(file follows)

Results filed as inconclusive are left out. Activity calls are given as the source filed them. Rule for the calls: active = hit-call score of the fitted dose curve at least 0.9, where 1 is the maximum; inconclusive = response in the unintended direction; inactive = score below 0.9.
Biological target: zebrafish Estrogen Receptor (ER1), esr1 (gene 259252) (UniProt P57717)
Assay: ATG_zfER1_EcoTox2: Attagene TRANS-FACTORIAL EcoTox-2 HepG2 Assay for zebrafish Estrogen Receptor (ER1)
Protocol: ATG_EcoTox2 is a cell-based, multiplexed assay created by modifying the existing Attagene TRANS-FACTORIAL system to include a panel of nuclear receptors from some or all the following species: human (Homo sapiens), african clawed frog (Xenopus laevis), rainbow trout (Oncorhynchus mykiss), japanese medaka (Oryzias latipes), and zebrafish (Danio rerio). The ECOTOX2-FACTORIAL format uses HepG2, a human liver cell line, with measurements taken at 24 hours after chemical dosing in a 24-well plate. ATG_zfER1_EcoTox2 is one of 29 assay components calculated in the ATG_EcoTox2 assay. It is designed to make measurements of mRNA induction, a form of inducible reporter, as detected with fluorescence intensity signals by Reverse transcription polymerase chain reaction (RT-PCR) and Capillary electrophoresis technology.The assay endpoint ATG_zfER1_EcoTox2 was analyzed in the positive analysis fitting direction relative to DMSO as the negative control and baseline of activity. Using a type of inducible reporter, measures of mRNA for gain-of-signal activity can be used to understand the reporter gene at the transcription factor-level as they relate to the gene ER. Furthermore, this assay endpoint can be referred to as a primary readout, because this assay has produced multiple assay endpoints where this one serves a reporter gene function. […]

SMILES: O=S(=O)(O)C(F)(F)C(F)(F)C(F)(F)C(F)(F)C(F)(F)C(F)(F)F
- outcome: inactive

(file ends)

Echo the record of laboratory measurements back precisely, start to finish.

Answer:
Results filed as inconclusive are left out. Activity calls are given as the source filed them. Rule for the calls: active = hit-call score of the fitted dose curve at least 0.9, where 1 is the maximum; inconclusive = response in the unintended direction; inactive = score below 0.9.
Biological target: zebrafish Estrogen Receptor (ER1), esr1 (gene 259252) (UniProt P57717)
Assay: ATG_zfER1_EcoTox2: Attagene TRANS-FACTORIAL EcoTox-2 HepG2 Assay for zebrafish Estrogen Receptor (ER1)
Protocol: ATG_EcoTox2 is a cell-based, multiplexed assay created by modifying the existing Attagene TRANS-FACTORIAL system to include a panel of nuclear receptors from some or all the following species: human (Homo sapiens), african clawed frog (Xenopus laevis), rainbow trout (Oncorhynchus mykiss), japanese medaka (Oryzias latipes), and zebrafish (Danio rerio). The ECOTOX2-FACTORIAL format uses HepG2, a human liver cell line, with measurements taken at 24 hours after chemical dosing in a 24-well plate. ATG_zfER1_EcoTox2 is one of 29 assay components calculated in the ATG_EcoTox2 assay. It is designed to make measurements of mRNA induction, a form of inducible reporter, as detected with fluorescence intensity signals by Reverse transcription polymerase chain reaction (RT-PCR) and Capillary electrophoresis technology.The assay endpoint ATG_zfER1_EcoTox2 was analyzed in the positive analysis fitting direction relative to DMSO as the negative control and baseline of activity. Using a type of inducible reporter, measures of mRNA for gain-of-signal activity can be used to understand the reporter gene at the transcription factor-level as they relate to the gene ER. Furthermore, this assay endpoint can be referred to as a primary readout, because this assay has produced multiple assay endpoints where this one serves a reporter gene function. […]

SMILES: O=S(=O)(O)C(F)(F)C(F)(F)C(F)(F)C(F)(F)C(F)(F)C(F)(F)F
- outcome: inactive